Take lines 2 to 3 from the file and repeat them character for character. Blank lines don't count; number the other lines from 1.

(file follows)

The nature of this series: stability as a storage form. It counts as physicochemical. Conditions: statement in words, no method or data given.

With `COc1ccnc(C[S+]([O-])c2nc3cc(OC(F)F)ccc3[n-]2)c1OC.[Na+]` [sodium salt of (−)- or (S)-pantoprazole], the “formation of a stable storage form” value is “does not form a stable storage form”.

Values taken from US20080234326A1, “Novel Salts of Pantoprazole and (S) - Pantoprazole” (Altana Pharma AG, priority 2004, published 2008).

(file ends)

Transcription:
With `COc1ccnc(C[S+]([O-])c2nc3cc(OC(F)F)ccc3[n-]2)c1OC.[Na+]` [sodium salt of (−)- or (S)-pantoprazole], the “formation of a stable storage form” value is “does not form a stable storage form”.

Values taken from US20080234326A1, “Novel Salts of Pantoprazole and (S) - Pantoprazole” (Altana Pharma AG, priority 2004, published 2008).